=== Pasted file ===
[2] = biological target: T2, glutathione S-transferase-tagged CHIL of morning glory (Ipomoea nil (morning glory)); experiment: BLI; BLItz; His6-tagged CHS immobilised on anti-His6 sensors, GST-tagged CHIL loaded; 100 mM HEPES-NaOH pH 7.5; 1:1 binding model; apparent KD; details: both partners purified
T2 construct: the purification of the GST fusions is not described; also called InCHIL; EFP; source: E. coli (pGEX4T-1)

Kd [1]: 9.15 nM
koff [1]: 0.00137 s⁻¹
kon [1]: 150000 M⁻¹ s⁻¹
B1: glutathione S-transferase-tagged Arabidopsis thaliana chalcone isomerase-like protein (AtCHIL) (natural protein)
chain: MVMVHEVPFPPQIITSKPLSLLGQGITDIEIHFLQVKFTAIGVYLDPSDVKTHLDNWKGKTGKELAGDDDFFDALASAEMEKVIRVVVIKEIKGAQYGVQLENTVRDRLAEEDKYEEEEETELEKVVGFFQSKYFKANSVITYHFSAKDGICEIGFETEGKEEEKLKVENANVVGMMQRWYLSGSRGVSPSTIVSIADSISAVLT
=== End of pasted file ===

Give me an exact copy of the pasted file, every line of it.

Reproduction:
[2] = biological target: T2, glutathione S-transferase-tagged CHIL of morning glory (Ipomoea nil (morning glory)); experiment: BLI; BLItz; His6-tagged CHS immobilised on anti-His6 sensors, GST-tagged CHIL loaded; 100 mM HEPES-NaOH pH 7.5; 1:1 binding model; apparent KD; details: both partners purified
T2 construct: the purification of the GST fusions is not described; also called InCHIL; EFP; source: E. coli (pGEX4T-1)

Kd [1]: 9.15 nM
koff [1]: 0.00137 s⁻¹
kon [1]: 150000 M⁻¹ s⁻¹
B1: glutathione S-transferase-tagged Arabidopsis thaliana chalcone isomerase-like protein (AtCHIL) (natural protein)
chain: MVMVHEVPFPPQIITSKPLSLLGQGITDIEIHFLQVKFTAIGVYLDPSDVKTHLDNWKGKTGKELAGDDDFFDALASAEMEKVIRVVVIKEIKGAQYGVQLENTVRDRLAEEDKYEEEEETELEKVVGFFQSKYFKANSVITYHFSAKDGICEIGFETEGKEEEKLKVENANVVGMMQRWYLSGSRGVSPSTIVSIADSISAVLT